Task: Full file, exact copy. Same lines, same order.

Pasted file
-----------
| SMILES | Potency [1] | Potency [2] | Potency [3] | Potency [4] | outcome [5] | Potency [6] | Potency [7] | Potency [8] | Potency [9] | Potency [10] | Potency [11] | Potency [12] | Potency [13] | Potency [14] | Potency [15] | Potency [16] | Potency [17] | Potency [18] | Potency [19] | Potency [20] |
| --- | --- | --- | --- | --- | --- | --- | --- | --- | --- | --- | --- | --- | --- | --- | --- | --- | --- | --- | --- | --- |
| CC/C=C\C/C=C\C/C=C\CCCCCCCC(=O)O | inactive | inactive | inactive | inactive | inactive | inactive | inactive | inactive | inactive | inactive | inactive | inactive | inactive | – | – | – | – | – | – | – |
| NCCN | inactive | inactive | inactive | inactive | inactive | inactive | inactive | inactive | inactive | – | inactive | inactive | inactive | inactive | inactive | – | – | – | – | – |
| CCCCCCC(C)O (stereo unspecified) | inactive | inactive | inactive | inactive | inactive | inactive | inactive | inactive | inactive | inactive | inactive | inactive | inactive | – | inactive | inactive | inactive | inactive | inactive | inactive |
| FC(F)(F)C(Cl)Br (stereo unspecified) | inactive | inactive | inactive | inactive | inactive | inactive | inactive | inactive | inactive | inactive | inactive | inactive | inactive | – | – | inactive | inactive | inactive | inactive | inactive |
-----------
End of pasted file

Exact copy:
| SMILES | Potency [1] | Potency [2] | Potency [3] | Potency [4] | outcome [5] | Potency [6] | Potency [7] | Potency [8] | Potency [9] | Potency [10] | Potency [11] | Potency [12] | Potency [13] | Potency [14] | Potency [15] | Potency [16] | Potency [17] | Potency [18] | Potency [19] | Potency [20] |
| --- | --- | --- | --- | --- | --- | --- | --- | --- | --- | --- | --- | --- | --- | --- | --- | --- | --- | --- | --- | --- |
| CC/C=C\C/C=C\C/C=C\CCCCCCCC(=O)O | inactive | inactive | inactive | inactive | inactive | inactive | inactive | inactive | inactive | inactive | inactive | inactive | inactive | – | – | – | – | – | – | – |
| NCCN | inactive | inactive | inactive | inactive | inactive | inactive | inactive | inactive | inactive | – | inactive | inactive | inactive | inactive | inactive | – | – | – | – | – |
| CCCCCCC(C)O (stereo unspecified) | inactive | inactive | inactive | inactive | inactive | inactive | inactive | inactive | inactive | inactive | inactive | inactive | inactive | – | inactive | inactive | inactive | inactive | inactive | inactive |
| FC(F)(F)C(Cl)Br (stereo unspecified) | inactive | inactive | inactive | inactive | inactive | inactive | inactive | inactive | inactive | inactive | inactive | inactive | inactive | – | – | inactive | inactive | inactive | inactive | inactive |